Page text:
How Sequestration May Affect Cancer Research

A Conversation with Senator Sherrod Brown

Get Permission

We must recognize that funding medical research is a win-win for the health of our citizens and for driving economic growth.

—Senator Sherrod Brown

Senator Sherrod Brown (D-Ohio) began his political career in 1974 as a state representative in Ohio. He served as Ohio’s Secretary of State between 1983 and 1991, went on to serve in the U.S. Congress from 1993 to 2006, and was elected to the Senate in 2006. A supporter of biomedical and cancer research, Senator Brown sponsored the Access to Cancer Clinical Trials Act, which was folded into the Patient Protection and Affordable Care Act as an amendment. He also successfully led a bipartisan effort to add another amendment to the Affordable Care Act that prohibits insurers from dropping health-care coverage to policyholders who participate in cancer clinical trials and from denying coverage for routine care during the clinical trial.

In 2011, ASCO recognized Senator Brown with its Public Service Award for his efforts in supporting patient protections in the Affordable Care Act, his commitment to ensuring exceptional cancer care, education, and research in Ohio’s cancer hospitals and medical schools, and his support in increasing funding for the National Cancer Institute (NCI) and the National Institutes of Health (NIH). In October, the American Association for Cancer Research also recognized Senator Brown’s advocacy for biomedical and cancer research and his contributions to public health policy with its 2012 Distinguished Public Service Award.

On January 2, 2013, a deficit-budget mechanism known as sequestration—crafted by Congress in the Budget Control Act of 2011 to force across-the-board cuts to defense and domestic spending to rein in the federal deficit—is scheduled to take effect. Unless a bipartisan resolution can be reached before the end of the year, funding for every federal program, including the NCI and the NIH, will be cut by 8%, threatening the continuation of progress made in biomedical and cancer research.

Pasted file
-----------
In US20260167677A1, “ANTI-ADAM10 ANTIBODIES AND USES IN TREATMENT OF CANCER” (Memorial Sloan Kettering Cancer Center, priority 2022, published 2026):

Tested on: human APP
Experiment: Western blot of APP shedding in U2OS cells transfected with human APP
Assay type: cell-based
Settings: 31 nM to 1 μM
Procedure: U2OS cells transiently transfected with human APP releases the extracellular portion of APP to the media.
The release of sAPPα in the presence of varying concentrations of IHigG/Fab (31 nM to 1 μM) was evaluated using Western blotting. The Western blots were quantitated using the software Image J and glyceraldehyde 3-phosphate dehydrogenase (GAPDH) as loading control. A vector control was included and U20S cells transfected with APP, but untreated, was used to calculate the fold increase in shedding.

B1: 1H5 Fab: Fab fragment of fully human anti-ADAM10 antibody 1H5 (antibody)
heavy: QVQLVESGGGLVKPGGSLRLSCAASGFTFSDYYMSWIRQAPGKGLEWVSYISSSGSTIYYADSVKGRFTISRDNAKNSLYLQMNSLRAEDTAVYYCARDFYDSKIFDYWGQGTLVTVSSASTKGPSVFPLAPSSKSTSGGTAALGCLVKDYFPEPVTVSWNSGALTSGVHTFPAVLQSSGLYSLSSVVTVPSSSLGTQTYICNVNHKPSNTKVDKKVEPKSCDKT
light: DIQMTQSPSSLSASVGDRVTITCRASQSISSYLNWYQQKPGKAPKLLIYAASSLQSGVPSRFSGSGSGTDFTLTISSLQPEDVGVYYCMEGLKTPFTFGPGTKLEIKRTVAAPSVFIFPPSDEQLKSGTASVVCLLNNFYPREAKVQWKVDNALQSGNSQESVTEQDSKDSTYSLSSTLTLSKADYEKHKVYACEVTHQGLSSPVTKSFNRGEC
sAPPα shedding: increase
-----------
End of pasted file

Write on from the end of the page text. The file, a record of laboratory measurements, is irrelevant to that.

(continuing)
The ASCO Post asked Senator Brown about these issues.

Budget Crisis

Can Congress resolve the budget crisis before the end of the year?

We can address our nation’s fiscal problems in a manner that does not undercut important investments like cancer research. That is why I support a measured, balanced approach to spending and revenue. It is only by undertaking such an approach that we can get our fiscal house in order.

I believe that Republicans and Democrats must work together on a balanced approach that avoids sequestration, which could impose severe across-the-board cuts on every federal program. Sequestration could seriously injure our economy and have a devastating impact on a variety of federal agencies, including the NIH.

Fighting for Funding

Is it inevitable that the NIH and NCI budgets will be reduced regardless of how sequestration is resolved?

At a time when the government must tighten its belt, most federal agencies, including the NIH and the NCI, are being asked to do more with less. I will keep fighting for funding for the NIH and NCI because the work that these agencies do furthers American innovation and helps save lives. Investments like those made by the NIH and the NCI save money in the long term.

Why are you such a strong advocate for increased funding of cancer and biomedical research and improving cancer care for patients?

Virtually all of us know someone who has been diagnosed with cancer, and cancer affects not just the patient but also family, friends, and loved ones. With more than 1.6 million Americans expected to be diagnosed with cancer this year, we must continue to support advancements in the prevention, detection, and treatment of cancer.

Coverage for Patients in Clinical Trials

Participation in clinical trials by people with cancer is notoriously low—less than 5%. Do you think your amendments in the Affordable Care Act will help increase enrollment?

Clinical trials constitute one of the most effective weapons in our nation’s ongoing fight against cancer, but nearly 20% of patients with cancer who try to enroll in a clinical trial face delays in approval from their insurance companies—or worse yet, denials of coverage. Thanks to health-care reform, beginning in 2014, it will be illegal for insurers to establish illogical or unethical coverage exclusions for routine care costs when a patient enrolls in a clinical trial.

Points of Persuasion

How do you encourage Congress to recognize the importance of annual increases in NIH and NCI budgets that are at least comparable to the biomedical rate of inflation?

Thanks to the discoveries made by cancer researchers, many people with cancer are living longer.. But being a strong supporter of cancer research isn’t just about ensuring our loved ones have the best treatment and therapies available; cancer research funding also supports jobs. In fiscal year 2011, Ohio scientists and physicians attracted more than $710 million in grant funding, including $104 million dedicated to cancer research. We must recognize that funding medical research is a win-win for the health of our citizens and for driving economic growth.

Editor’s note: As this issue of The ASCO Post went to press, Congress was working on proposals to address the automatic budget cuts. For the most current developments on this and other policy issues, visit See page 59 in this issue of The ASCO Post for more on this topic. ■

Disclosure:Senator Brown reported no potential conflicts of interest.